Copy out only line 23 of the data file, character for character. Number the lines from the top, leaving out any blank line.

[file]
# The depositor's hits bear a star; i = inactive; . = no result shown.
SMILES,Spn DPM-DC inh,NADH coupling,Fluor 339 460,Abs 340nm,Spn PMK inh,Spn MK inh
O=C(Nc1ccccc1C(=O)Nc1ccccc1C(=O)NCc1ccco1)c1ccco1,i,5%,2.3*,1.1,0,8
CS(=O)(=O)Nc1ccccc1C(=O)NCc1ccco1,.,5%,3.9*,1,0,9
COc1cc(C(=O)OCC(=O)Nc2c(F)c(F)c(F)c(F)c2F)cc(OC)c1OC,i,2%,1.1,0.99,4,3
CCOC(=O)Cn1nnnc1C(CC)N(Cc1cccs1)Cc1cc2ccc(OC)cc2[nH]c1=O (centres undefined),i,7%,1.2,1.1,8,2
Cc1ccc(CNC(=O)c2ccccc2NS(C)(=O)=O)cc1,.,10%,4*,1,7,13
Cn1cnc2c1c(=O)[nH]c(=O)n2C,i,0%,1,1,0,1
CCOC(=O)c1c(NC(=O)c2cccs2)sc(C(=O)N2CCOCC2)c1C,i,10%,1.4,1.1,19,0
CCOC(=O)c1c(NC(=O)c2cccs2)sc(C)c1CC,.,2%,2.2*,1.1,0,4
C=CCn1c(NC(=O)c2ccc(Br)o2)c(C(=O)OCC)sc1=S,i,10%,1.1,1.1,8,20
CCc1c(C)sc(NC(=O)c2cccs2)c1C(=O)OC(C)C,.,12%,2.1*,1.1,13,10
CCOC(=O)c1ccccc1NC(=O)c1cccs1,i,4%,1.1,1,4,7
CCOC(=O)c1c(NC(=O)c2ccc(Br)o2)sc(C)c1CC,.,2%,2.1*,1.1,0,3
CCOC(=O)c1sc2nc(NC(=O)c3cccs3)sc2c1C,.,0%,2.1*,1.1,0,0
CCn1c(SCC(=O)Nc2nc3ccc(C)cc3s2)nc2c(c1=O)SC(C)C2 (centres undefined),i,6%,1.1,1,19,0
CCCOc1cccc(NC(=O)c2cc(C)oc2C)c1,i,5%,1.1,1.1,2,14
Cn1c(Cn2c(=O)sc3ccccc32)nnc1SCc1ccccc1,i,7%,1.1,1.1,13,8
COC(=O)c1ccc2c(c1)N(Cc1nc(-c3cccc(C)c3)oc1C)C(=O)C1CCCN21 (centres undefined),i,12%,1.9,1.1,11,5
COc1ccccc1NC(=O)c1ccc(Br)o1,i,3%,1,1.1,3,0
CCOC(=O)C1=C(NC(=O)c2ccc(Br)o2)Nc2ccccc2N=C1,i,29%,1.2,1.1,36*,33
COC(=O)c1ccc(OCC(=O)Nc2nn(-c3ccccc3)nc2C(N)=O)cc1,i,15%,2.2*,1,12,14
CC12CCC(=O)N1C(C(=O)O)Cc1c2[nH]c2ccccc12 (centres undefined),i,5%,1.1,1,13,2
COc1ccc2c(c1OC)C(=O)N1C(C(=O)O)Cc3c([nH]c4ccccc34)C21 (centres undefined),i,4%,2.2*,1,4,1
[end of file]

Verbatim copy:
CC12CCC(=O)N1C(C(=O)O)Cc1c2[nH]c2ccccc12 (centres undefined),i,5%,1.1,1,13,2